Improving Contraceptive Use in Young First-time Parents
Mukesh Kumar Sharma

Executive Director, PSI India

Mukesh Kumar Sharma, Executive Director, PSI India is a multi-faceted professional with strong expertise in program management, knowledge management and organizational development. He possesses a wealth of knowledge on reproductive health, urban health and, maternal and child health issues and is a much-acclaimed Urban Health specialist. In his 20-years of professional journey, he has worked with several renowned organizations such as FHI360 under Urban Health Initiative project, Urban Health Resource Centre and CARE international. He is an MBA graduate with a degree in Rural Development and has secured many academic awards including a university gold medal from IGNOU for securing the first position across India. He has authored and presented several papers in multiple countries on issues related to family planning, MNCH and urban health on various platforms. He is the first winner of the PSI Global Andrew Boner award, winner of TCI’s Good to Great leadership award.

Devika Varghese

Program Implementation Lead, PSI India

Devika Varghese is Program Implementation Lead, PSI India. She has over 18 years of experience in designing, implementing and managing projects in developmental issues that include elementary education, education for out of school adolescent and reproductive health for women with particular focus on private sector initiatives. Her technical expertise includes public-private partnerships, provider networks and social franchises, quality improvements and ICT for behaviour change. Devika is the Associate Director, for AYSRH under TCIHC project in India. In this role she is responsible for providing strategic direction for the field support teams and ensuring that the program is a platform to scale up high impact proven strategies for adolescent sexual and reproductive health in Uttar Pradesh and quickly scale up learnings across various geographies of India. Prior to joining PSI, she was the Deputy Director, mHealth at Abt Associates, India office. She has a Post Graduate Diploma in Human Resources, and a certificate degree in instructional design from the Harvard School of Education, Boston.

Deepti Mathur

Technical Lead - Program Learning and Training, PSI India

Deepti Mathur is the Technical Lead - Program Learning and Training at PSI India. A results-oriented professional with several years of experience in designing, planning and executing projects around issues that include family planning, reproductive health, pediatric and corneal blindness, eye banking, HIV/AIDS, and disability and education. In her current role, she stewards the knowledge management unit and drives critical components of TCIHC's qualitative data collection efforts through most significant change story collection process amongst others. She is proficient in program management, content management, monitoring, and knowledge management. She has worked with organizations of repute such as Gates supported Technical Support Group - Truckers, NACO; ORBIS International and Pratham. Deepti holds a Master’s of Science degree in Community Resource Management & Extension from Delhi University. Deepti is the first-ever winner of TCI’s Most Valuable Player award.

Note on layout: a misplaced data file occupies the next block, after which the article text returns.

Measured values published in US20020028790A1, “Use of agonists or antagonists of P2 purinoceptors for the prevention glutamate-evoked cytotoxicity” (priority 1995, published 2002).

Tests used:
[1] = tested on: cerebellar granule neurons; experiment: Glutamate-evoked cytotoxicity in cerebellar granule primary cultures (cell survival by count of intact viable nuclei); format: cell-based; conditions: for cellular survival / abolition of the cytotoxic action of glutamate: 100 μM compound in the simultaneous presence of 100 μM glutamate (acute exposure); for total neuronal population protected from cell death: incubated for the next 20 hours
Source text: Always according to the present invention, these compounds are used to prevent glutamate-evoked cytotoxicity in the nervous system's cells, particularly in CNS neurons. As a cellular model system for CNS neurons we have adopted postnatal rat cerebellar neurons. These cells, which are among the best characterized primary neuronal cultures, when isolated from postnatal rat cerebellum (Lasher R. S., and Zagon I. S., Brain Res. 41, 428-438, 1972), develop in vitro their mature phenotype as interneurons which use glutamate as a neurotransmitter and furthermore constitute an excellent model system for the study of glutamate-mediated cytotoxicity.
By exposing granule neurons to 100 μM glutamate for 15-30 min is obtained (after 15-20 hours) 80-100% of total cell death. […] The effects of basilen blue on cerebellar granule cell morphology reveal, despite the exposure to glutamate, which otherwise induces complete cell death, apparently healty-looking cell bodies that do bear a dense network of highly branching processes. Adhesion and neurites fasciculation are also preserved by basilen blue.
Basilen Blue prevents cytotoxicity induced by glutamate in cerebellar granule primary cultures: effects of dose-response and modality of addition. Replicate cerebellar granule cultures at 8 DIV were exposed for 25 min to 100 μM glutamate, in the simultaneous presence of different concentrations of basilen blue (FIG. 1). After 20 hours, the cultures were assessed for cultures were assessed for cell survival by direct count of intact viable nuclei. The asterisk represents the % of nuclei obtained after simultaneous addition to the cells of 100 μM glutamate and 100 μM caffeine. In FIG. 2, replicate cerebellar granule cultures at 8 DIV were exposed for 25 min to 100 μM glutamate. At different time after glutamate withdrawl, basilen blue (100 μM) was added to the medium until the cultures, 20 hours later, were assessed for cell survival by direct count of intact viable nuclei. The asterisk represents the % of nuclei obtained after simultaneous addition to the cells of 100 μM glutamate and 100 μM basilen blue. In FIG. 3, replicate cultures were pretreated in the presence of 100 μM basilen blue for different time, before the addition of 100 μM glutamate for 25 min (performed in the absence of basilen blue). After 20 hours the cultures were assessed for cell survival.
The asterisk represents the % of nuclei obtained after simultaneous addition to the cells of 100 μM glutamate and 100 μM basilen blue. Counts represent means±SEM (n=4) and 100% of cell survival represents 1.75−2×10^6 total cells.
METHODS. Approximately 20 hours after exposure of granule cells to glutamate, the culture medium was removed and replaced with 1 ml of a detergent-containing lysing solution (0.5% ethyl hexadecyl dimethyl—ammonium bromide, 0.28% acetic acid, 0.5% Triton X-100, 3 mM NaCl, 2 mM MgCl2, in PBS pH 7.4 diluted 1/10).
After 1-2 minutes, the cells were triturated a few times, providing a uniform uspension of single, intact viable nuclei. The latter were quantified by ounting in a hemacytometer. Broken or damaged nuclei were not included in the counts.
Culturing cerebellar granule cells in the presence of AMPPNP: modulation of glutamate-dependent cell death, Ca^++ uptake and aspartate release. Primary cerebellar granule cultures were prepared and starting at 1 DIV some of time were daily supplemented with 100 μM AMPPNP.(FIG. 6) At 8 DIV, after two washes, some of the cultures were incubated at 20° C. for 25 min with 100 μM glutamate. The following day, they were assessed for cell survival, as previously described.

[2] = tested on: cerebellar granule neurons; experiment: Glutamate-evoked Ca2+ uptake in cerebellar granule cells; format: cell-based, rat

Hitesh Sahni

Deputy Program Lead, PSI India

Hitesh Sahni, Deputy Program Lead, PSI India and brings a vast experience of 25 years working in various health domains, currently managing the operations of The Challenge Initiative for Healthy Cities (TCIHC) in India. Under this role, he provides strategic direction to the team for executing and scaling up proven high impact approaches to attain sustainable results through the TCIHC program. In the past, he has successfully led an operational research program on NCDs in both rural and urban India through a consortium of partners. He also managed a tuberculosis program in various geographies in India, with a special focus on access and adherence to treatment and medicines. He is an MBA graduate and a certified six sigma black belt with rich experience in process and quality improvement projects. Before joining PSI, Hitesh was working with Eli Lilly and Company in various roles cutting across sales and marketing, partnerships management, six sigma black belt and international business.

Emily Das

Senior Technical Lead - Research TCIHC, PSI India

Emily Das is Senior Technical Lead - Research TCIHC, at PSI India. She leads the monitoring and evaluation of The Challenge Initiative for Healthy Cities (TCIHC) in India. She is a senior program researcher with more than 16 years of experience in planning and implementation of M&E activities of various projects relating to MNCHN programs in India. Trained as a demographer with a Ph.D. degree from IIPS, Mumbai, she is skilled at designing large-scale sample surveys, processing and managing cross-sectional and longitudinal data on population, health and nutrition. She has a proven track record in promoting timely availability and use of data and research findings for program decision and advocacy efforts. Prior to joining PSI, Emily worked as Deputy Director-MLE at Abt Associates and Technical Advisor-MLE at IntraHealth International, where she was responsible for the design and implementation of all monitoring and research components of the projects. She has substantial experience on working with web-based MIS using ICT for routine analysis of project monitoring data.